• Gail Wilson Kenna

This early morning, 3:59 by my Fit Bit, listening to a CD, "An Oxford Evening," I have remembered an experience from 2002, when most persons weren't carrying cellphones or staring at faces on Facebook?

"A new face that July morning in Oxford: frost on the lawn, aquamarine plastic sheeting on the old stone of Merton's chapel, a strange mist in Christchurch Meadow. Ominous really, how the layer hung there between earth and sky. It was my usual hour to run that summer while studying writing at Merton. Always the same route, passing an elderly Englishman and his King Charles Spaniel. I waved at them and turned beside the Ibis, my thoughts between one thing and another as I lengthened my stride. I kept that pace until I reached the path before the bridge to the boat houses.

And there, just ahead, sprawled in the tall grass, a body in a warm-up suit, blue like the chapel's winding sheets. It was trying to stand and unable to do so. Running closer, I realized it was a man, collapsing each time he tried to rise.

I stopped dead.

Young, old? Shaven, bearded? Teeth aligned or toothless?

The blue jacket zippered over his head made him faceless.

Hearing feet on the path, I turned and saw one of the many Chinese students enrolled that summer at Merton. As the young man ran toward me, his head rotated slightly toward the heap on the grass. Then he quickened his pace and sped on.

It was then my usual impulse to help disappeared into the mist.

Something strewn on stone, something I could not resist, the fully awakened, detached, journalistic eye. Moving beyond the man, out onto the bridge, I stood there and waited, possessed by the deepest need to know…who would stop for a fallen, faceless man."

Note: That morning I did watch until no one stopped to help the man. Then I ran back to the Porter's Lodge at Merton; and the porter on duty called the Thames Valley Police. I offer this memory because I spent a sleepless night after reading Anna Applebaum's article in the December Atlantic.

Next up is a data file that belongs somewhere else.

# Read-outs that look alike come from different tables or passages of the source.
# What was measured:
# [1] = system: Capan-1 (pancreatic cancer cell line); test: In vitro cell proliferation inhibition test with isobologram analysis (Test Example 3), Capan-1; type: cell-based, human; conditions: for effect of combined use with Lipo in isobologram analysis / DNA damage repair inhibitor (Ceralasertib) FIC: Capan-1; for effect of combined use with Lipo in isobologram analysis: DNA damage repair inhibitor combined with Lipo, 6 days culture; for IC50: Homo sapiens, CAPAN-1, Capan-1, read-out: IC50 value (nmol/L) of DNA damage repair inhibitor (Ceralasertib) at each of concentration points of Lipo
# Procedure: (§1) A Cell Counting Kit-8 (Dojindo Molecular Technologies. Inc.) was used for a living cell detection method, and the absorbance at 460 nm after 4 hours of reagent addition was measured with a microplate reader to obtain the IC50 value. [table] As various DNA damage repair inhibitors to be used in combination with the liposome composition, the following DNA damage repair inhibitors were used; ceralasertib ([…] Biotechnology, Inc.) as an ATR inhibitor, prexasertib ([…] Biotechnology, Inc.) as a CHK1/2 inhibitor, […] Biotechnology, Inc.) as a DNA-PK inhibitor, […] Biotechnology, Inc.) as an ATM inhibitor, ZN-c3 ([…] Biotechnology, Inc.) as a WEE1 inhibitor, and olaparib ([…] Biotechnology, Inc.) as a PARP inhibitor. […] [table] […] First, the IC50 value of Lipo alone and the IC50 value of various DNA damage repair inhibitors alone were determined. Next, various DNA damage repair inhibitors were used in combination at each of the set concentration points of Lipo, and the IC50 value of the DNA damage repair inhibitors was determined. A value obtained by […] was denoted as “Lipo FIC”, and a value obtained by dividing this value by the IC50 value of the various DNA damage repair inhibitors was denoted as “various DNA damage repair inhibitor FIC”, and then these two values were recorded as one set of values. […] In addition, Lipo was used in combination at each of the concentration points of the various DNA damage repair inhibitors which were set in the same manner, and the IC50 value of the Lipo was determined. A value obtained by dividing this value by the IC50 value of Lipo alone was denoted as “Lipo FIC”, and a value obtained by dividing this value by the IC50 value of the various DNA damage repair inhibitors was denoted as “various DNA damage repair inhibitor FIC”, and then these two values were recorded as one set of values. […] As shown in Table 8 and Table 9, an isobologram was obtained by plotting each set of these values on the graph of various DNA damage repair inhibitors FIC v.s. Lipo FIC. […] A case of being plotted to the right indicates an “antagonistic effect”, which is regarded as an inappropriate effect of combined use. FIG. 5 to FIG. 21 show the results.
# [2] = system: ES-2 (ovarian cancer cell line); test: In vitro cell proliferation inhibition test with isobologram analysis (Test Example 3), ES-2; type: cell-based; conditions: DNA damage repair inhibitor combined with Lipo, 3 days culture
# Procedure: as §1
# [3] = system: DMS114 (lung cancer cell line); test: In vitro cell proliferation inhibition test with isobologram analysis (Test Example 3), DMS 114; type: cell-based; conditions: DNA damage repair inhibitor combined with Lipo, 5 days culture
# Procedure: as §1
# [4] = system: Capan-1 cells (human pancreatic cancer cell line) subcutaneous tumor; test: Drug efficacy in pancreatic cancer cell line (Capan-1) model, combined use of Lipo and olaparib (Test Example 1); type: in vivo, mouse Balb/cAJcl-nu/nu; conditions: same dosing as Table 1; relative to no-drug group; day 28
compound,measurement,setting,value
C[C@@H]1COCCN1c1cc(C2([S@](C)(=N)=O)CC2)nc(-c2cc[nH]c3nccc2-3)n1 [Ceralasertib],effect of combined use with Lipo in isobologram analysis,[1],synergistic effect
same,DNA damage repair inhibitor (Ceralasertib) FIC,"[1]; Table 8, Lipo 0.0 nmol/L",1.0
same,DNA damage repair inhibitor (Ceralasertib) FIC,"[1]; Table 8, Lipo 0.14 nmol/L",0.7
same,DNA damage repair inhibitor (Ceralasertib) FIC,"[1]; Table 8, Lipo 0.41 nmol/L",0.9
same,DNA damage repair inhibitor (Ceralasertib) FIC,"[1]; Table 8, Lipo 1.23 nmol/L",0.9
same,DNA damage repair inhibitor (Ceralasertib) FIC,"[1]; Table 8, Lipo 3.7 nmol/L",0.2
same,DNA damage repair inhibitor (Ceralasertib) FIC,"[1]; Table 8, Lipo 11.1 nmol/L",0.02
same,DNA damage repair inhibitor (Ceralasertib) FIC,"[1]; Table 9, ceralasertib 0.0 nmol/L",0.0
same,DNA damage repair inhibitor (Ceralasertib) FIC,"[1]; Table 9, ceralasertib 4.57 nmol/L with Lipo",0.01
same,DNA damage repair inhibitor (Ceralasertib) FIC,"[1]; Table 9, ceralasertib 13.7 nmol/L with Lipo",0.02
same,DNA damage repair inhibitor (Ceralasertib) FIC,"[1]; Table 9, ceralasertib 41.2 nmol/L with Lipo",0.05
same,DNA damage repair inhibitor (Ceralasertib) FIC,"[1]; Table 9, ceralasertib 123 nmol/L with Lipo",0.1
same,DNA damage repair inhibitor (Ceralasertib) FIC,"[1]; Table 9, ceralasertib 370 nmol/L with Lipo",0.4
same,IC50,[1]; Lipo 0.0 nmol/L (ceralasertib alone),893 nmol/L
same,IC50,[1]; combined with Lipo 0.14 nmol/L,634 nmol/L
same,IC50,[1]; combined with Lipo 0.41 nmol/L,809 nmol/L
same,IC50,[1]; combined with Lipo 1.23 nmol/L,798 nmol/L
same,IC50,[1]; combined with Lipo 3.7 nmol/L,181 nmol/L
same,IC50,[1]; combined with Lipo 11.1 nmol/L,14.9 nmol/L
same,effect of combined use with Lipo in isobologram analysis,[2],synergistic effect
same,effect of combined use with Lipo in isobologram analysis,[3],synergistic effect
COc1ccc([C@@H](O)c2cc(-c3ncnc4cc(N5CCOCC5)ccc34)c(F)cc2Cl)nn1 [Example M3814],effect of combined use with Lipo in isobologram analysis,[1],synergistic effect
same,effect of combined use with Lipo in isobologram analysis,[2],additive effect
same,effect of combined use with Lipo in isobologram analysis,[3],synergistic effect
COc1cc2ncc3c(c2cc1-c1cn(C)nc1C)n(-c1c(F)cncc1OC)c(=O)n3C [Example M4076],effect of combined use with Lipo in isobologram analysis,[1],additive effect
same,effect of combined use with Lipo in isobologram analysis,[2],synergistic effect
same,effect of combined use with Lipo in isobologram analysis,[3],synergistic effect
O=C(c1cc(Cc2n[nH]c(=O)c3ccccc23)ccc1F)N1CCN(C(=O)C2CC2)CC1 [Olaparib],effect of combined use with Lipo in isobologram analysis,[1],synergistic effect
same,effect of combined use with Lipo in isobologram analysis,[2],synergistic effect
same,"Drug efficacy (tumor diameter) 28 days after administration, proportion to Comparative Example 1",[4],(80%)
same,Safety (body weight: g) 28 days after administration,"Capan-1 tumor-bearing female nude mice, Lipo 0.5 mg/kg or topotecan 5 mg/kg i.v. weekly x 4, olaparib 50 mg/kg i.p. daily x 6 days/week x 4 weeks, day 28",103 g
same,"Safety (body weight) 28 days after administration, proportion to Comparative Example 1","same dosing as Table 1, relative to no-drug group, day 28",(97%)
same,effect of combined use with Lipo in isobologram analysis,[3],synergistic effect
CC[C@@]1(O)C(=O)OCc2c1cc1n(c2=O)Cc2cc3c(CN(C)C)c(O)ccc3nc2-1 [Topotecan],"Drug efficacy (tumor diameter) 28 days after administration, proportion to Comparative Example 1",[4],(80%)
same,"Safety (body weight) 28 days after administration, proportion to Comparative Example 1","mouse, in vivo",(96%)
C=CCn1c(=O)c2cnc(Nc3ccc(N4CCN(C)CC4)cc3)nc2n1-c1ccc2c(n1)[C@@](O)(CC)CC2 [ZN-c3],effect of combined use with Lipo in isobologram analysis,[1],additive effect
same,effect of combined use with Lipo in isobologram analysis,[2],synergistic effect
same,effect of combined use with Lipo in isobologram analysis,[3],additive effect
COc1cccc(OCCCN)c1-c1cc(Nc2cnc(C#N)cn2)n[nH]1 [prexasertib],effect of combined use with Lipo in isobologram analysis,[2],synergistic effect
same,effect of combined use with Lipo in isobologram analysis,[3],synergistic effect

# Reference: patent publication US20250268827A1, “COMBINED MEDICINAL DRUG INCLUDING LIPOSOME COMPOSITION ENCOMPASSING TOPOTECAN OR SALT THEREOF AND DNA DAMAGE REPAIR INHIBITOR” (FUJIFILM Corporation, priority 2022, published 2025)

Next time: What George Orwell might have to say about Applebaum's, "The Autocrats Are Winning."

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  • Gail Wilson Kenna

This short book, first published in 1985, re-printed in 2005, is worth reading. Time for reading is limited, I know. Yet you're in luck. Wikipedia has a short, well-written summary of Neil Postman's Amusing Ourselves to Death.

I'll be back next week with my 'words' on Monday. For me… the word 'blog', in both sight and sound, equals fingernails on an old blackboard! Flog and clog. What's a good word with this sound? Ah, yes! Glögg. May you enjoy some on Thursday.

In these troublesome pandemic/ political times, may Thursday be a special day of Thanksgiving… for you, your family & friends.

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  • Gail Wilson Kenna

On a recent Sunday, a 14-year-old girl, her tennis lesson over, slumped on a ratan sofa's soft cushions, a cellphone in her hands, thumbs texting, shoulders rounded, neck curved. The new posture for youth, I thought, leaving the tennis facility. The following Sunday the same girl had to quit her lesson because of a problem with her knee. At fourteen? She made me think of a recent series in the Wall Street Journal on social media and its effects. One photo from the WSJ's weekly Review showed seven youngers with cellphones, all texting, backs bent, chins on chests. What's ahead for the new Neanderthals? Oversized arthritic thumbs and heads lowered to the climate-damaged earth?

These images led me back to Marshall McLuhan and Alvin Toffler. I dug both from my library downstairs where I store books from the past. I opened the McLuhan paperback to a full-page photo of a hand, with a large thumb against an ear. Above it just two words…The Massage. The next page had two words, too. And How. Below these words was a quote.

"The major advances in civilization are processes that all but wreck the societies in which they occur." A.N. Whitehead

This made me look more carefully at Toffler's book jacket. The title is in large, bold, black letters. But between FUTURE and SHOCK are words in tiny red print. "The symptoms of future shock are with us now. This book can help us survive our collision with tomorrow." The book has been in print since 1970! And speaking of collision, Toffler made the claim that we are aboard a train gathering speed. And it is racing down a track with an unknown number of switches, leading to unknown destinations, no engineer, and demons at the switch, and most of society in the caboose looking backward.

That's me in the caboose, shaking with shock. Yet I wonder if any of my students at Napa High in the 1970s remember the day I said these remembered words. "One day you will have a small phone in your hands and receive a message beamed from satellite about your mother's birthday and not to forget it." Most scoffed at me, as teens are apt to do! Later, I showed them a film on McLuhan's ideas. And in it, Arthur C. Clarke spoke from Ceylon (later Sri Lanka) where he lived. He conveyed that in the future everyone would have a number and never be lost, all of us connected by satellites.

To be continued next week…

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